Beschreibung und Texte
CONTINENTAL - Millionaire @ Panic Room 22.10.2015
Millionaires is the second LP from Continental, the band built around the father-son team of Rick and Stephen Barton. Rick Barton is best known as the founding guitarist of the Dropkick Murphys, although his roots go all the way back to Boston's late 70's punk scene. With Continental, Barton only seems interested in moving forward, not in rehashing the past. At least not in rehashing his past. If you heard All A Man Can Do, you have a pretty good idea what to expect from this record. It's three chord rock and roll in 4/4 time with shades of country and blues. Truthfully, Millionaires makes the country and blues elements even more prominent than their debut. What you won't hear is Celtic influenced street-punk.
The art and title of this record let you know that the band doesn't take itself too seriously. The cover shows Rick and Stephen at their between tours day job, painting houses. Halfway through the first song, "She's Gone", it's becomes obvious that this is ballsier than the first LP. This is their typical boy loses girl song, but it's grittier and Barton seems more comfortable in his role as frontman. He handles guitar and lead vocal duties while Stephen plays Bass and adds excellent harmonies and backing vocals. "21st Century" is the first of a handful of songs where Barton struggles to make peace with his place in the world. It's heavy subject matter, but it comes across as more uplifting than depressing.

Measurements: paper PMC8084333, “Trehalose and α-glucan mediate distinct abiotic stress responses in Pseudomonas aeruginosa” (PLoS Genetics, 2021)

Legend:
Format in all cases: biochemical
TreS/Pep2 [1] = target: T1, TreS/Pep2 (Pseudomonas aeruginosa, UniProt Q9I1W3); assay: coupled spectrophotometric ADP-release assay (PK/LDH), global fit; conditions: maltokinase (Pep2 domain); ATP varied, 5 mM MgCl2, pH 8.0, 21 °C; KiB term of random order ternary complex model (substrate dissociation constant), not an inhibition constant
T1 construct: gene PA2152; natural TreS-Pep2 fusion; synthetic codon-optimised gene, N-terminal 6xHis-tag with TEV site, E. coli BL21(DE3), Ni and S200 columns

"Punk Rock Girl", (not the Dead Milkmen song), is an upbeat rocker. "Busted" is a bluesy track that you'd expect to hear in a smoky, dimly lit dive bar. "Fun Fun Fun", (not the Beach Boys song), is a catchy tune with positive vibe. "Hope", (not the Descendents song), is another pensive track, while "1000 Miles" is another upbeat song about a girl. This is pretty much the pattern of the record. It's a good balance of seriousness and fun. "Radio", (not the Alkaline Trio song), and "Wasted", (not the Black Flag song), are a powerful one-two punch, and may be the two best songs on the album. Two more potent songs, "Millionaire" and "Free" wrap this thing up. This is earnest, heart-on-his-sleeve music that could be off-putting if it weren't so well done. Barton's 35 years in the punk rock world give him a rare credibility.
The other guys in the band deserve recognition too. Lead guitarist Dave Deprest seems to have an endless supply of tasty licks and leads. His playing really colors this record. Drummer Derek "The Kid" Louis keeps the drum parts interesting, even within the context of 4/4 time. Continental really seems to be a labor of love for the Bartons and company, and that comes through loud and clear. Ultimately, the reason this works is because the songs are so well written. If you're expecting another Do Or Die or The Gang's All Here you will probably be disappointed. If you approach this with an open mind, there is a lot to like here. Millionaires is among the best straight-up rock and roll albums of the year. Another excellent release from the folks at East Grand Record Co.